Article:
Pinellas News

Mermaid statue makes its debut in Tarpon

— The city’s latest piece of public art made it to town just in time for a perfect debut.

Uniquely crafted for Tarpon Springs, the local public art committee unveiled an AMA Mermaid statue in Craig Park just prior to this month’s fine arts festival.

“We wanted to get her up in time for that and it worked out very well,” said Tarpon Springs Public Art Committee member Lynn Pierson. “We had a great response from people coming through the art festival and a lot of photo ops.”

The 6-foot-4 bronze mermaid now stands at the northwestern end of Craig Park, along the waters of Spring Bayou.

“I think she’s lovely and has an accessible feel to her, in a sense,” Pierson said. “She’s just a welcoming figure and in a perfect location.”

The statue’s presence is part of a larger, international public art initiative launched by French artist Amaryllis Bataille. The sculptor’s Amaryllis Art for Charity program aims to place AMA mermaids all over the world.

Amaryllis became interetsed in mermaids after learning her nickname, Ama, means “woman of the sea” in Japanese, according to her website.

The Tarpon Springs mermaid is the third North American figure, joining those in San Antonio, Texas, and another in western Mexico.

Members of the Tarpon Springs Public Art Committee and other local dignitaries officially unveiled the mermaid during an event on April 9 attended by Amaryllis.

“She’s just a delightful person and really was thrilled to be here and enjoyed Tarpon Springs very much,” Pierson said of the artist.

Art committee members are now working on the creation of an event that will help keep the mermaid in Tarpon Springs for good.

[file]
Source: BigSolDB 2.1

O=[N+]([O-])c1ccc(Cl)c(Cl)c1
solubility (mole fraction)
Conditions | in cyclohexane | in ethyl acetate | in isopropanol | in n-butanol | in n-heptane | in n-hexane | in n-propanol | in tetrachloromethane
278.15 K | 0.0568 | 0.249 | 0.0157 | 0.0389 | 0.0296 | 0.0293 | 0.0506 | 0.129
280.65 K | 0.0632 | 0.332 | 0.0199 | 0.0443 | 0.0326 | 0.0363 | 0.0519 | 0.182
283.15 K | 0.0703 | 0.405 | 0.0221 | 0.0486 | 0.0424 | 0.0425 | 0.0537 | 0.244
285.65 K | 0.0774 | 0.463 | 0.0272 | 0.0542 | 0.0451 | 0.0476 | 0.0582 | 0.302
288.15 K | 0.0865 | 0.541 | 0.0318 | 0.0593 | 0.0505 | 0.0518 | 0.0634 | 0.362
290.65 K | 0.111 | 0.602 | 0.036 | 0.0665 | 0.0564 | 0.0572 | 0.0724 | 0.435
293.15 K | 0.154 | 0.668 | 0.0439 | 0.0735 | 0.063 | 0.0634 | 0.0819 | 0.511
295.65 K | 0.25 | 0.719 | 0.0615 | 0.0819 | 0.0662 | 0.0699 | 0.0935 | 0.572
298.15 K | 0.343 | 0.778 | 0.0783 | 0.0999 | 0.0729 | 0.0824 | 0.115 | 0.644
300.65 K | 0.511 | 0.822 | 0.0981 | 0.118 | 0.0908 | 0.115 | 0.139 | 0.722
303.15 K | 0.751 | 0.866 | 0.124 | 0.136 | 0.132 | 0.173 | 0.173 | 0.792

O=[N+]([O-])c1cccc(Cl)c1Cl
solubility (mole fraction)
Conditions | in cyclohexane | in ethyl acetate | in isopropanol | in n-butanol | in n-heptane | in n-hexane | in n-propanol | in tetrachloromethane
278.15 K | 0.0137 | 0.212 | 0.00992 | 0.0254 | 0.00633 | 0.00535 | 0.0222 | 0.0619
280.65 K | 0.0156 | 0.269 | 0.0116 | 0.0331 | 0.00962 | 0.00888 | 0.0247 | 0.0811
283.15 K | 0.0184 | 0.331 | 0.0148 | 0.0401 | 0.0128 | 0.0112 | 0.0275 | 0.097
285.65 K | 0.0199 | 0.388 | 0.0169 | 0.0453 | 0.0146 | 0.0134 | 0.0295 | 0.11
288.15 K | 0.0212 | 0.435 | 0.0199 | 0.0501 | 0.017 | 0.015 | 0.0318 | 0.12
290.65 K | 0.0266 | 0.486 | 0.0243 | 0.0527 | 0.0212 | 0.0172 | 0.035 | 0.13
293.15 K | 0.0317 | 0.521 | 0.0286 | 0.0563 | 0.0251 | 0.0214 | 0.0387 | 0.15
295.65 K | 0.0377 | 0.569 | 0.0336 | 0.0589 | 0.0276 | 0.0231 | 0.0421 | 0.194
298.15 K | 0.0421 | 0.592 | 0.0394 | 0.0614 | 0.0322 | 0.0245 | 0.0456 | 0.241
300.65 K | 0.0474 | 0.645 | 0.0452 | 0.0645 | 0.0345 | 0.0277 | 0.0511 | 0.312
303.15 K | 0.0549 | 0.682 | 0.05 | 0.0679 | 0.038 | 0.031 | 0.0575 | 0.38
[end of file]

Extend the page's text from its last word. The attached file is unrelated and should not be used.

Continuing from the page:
Under the deal with Amaryllis and Koh-i-Noor, the German company that created the foundation for placing the mermaids around the world, the statue will remain in Craig Park for three years. It will be relocated after that, unless purchased or auctioned at a base price of $20,000.

Pierson said a third of the money the statute generates must go to a local charitable organization chosen by the public art committee, and the rest goes to cover the cost of its creation.

“We are anticipating developing a Save the Mermaid campaign because essentially on loan to us for three years,” she said. “We’re trying to create some kind of community event that everyone can be involved with. We’d really like the community to have an ownership in her.”

An idea gaining early traction, Pierson said, is an early spring festivity that incorporates mermaids and the manatees that flock to spring bayou that time of year.

“Part of the symbolism from the artist’s point of view is the environmental message of taking care of our waters,” Pierson said. “That’s certainly very pertinent to Tarpon Springs being the water community that it is and the manatees, as well.”

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